Solid State Logic (aka SSL), a UK company founded in 1969 by Colin Sanders, became one of the leading professional mixing console developers after releasing the 4000 B console in 1977. SSL, Neve and API are still among the leading manufacturers of professional studio equipment today, and their mixing consoles, EQs, and compressors have defined the sound of professionally recorded music since the 1970s.

On the instrument side, one of the most impressive technological advances in the 1970s was the rise of synthesizers that now allowed to create completely new sounds that no human being had ever heard before.

In 1959–1960, Harald Bode developed a modular synthesizer and sound processor, and in 1961, he wrote a paper exploring the concept of self-contained portable modular synthesizer using newly emerging transistor technology. His ideas were adopted by Donald Buchla and Robert Moog in the US, and Paolo Ketoff in Italy.

Robert Moog built his first prototype between 1963 and 1964, in the late 1960s band such as The Monkees and The Doors started using Moogs on their records. The sound of the Moog reached the mass market with Simon and Garfunkel’s Bookends in 1968 and The Beatles’ Abbey Road the following year. Hundreds of other popular recordings subsequently used synthesizers, most famously the portable Minimoog.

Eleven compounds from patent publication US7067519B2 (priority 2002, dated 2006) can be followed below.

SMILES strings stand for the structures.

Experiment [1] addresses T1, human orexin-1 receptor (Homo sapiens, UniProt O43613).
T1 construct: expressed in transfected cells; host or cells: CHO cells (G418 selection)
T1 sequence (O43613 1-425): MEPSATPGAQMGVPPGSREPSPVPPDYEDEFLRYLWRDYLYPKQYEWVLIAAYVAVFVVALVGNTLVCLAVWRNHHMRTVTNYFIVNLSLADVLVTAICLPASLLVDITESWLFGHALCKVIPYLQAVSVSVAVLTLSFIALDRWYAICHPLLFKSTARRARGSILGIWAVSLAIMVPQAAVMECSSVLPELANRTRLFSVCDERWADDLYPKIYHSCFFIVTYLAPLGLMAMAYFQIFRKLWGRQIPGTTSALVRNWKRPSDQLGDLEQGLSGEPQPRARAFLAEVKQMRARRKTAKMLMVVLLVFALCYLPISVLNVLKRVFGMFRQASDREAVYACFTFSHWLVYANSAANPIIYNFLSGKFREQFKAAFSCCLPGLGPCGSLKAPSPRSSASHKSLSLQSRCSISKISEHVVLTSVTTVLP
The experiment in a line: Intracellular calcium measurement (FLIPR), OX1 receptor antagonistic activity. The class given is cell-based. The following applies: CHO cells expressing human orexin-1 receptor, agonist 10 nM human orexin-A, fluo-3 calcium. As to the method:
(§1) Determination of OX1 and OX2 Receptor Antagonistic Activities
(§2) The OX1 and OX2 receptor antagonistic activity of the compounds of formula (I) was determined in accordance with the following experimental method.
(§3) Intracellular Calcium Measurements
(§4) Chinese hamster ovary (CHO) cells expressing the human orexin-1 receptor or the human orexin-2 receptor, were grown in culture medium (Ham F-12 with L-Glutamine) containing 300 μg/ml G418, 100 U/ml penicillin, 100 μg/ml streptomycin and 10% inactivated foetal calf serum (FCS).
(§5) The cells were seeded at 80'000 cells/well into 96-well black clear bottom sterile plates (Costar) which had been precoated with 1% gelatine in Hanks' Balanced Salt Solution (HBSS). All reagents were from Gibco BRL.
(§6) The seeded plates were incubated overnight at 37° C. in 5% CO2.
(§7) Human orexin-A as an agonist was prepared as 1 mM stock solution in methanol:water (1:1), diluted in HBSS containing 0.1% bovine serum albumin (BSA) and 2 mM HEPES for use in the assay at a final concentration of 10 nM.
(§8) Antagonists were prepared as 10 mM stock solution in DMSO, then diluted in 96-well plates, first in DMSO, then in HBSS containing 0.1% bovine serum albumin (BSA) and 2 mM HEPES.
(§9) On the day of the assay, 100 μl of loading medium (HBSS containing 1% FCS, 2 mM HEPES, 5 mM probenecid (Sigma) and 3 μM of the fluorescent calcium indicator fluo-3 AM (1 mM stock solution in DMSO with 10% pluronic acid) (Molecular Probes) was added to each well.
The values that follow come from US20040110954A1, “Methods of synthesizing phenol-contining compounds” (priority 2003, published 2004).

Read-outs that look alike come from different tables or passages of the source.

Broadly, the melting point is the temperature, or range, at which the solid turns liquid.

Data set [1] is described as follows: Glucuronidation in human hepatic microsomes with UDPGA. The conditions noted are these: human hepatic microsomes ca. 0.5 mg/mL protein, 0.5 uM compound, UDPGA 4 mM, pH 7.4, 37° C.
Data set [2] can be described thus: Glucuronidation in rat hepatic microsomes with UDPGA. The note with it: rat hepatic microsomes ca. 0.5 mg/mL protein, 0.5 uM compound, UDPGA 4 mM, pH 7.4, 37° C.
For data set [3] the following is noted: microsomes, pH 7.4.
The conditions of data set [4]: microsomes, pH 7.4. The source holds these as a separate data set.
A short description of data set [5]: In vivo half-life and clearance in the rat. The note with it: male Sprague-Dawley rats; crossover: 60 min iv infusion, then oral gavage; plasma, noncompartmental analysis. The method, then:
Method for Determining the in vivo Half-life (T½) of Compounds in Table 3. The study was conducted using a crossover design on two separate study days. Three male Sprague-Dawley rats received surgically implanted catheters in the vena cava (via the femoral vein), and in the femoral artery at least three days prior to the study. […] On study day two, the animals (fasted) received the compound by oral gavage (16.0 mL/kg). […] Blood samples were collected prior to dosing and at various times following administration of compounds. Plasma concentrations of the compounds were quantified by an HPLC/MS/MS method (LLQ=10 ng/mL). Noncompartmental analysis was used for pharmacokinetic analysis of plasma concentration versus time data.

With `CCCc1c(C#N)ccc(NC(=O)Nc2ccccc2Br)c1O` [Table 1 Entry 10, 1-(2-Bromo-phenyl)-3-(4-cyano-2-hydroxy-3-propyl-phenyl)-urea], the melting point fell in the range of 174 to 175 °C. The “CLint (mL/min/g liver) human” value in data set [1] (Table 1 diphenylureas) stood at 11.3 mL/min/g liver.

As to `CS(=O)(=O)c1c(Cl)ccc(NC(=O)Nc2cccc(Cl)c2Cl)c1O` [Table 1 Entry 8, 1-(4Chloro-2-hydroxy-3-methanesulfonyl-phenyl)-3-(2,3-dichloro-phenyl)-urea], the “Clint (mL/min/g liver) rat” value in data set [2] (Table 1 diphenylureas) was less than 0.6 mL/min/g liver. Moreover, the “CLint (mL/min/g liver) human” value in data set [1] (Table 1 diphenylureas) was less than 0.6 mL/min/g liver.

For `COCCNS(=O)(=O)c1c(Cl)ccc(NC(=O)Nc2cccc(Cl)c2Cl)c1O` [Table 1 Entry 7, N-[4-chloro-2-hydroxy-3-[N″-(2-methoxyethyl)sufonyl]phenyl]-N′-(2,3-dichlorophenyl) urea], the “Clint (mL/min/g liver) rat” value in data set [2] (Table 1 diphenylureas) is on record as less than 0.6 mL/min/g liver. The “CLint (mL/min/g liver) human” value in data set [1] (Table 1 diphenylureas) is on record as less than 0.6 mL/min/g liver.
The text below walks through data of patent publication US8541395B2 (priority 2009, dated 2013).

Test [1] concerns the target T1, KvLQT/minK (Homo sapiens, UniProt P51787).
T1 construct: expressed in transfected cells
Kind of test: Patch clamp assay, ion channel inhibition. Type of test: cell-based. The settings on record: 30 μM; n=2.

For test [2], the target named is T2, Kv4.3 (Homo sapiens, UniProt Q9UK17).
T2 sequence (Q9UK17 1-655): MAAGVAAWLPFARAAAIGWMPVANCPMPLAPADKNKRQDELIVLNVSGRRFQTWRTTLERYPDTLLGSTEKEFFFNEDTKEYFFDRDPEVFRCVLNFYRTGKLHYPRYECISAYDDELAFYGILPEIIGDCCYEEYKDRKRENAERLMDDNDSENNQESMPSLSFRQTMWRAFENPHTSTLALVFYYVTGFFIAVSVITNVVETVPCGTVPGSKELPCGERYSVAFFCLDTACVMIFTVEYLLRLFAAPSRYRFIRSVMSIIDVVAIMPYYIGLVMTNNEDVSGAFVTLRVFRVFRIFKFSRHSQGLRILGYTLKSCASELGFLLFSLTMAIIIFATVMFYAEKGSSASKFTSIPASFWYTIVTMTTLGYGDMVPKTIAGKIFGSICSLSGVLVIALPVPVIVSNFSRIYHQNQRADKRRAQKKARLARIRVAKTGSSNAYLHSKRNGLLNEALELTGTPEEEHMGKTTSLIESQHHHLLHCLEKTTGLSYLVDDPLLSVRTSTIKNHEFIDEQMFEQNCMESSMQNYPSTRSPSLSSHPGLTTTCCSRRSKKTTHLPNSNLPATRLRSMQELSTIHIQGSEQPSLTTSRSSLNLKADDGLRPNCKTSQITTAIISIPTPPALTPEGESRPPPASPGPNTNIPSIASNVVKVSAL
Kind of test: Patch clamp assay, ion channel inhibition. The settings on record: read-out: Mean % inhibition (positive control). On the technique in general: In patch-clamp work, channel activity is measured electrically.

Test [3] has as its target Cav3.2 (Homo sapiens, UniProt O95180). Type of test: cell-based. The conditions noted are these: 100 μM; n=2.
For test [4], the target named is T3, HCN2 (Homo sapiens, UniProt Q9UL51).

In 1973, Yamaha developed the Yamaha GX-1, an early polyphonic synthesizer. In 1974, Roland released the EP-30, the first touch-sensitive electronic keyboard. Other polyphonic synthesizers followed, mainly manufactured in Japan and the US from the mid-1970s to the early-1980s, and included Roland’s RS-101 and RS-202 (1975 and 1976) string synthesizers, the Yamaha CS-80 (1976), Oberheim’s Polyphonic and OB-X (1975 and 1979), Sequential Circuits’ Prophet-5 (1978), and Roland’s Jupiter-4 and Jupiter-8 (1978 and 1981).

By the end of the 1970s, digital synthesizers and digital samplers had arrived on the market around the world.

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Chapter 3.3   •   Page 1 of 14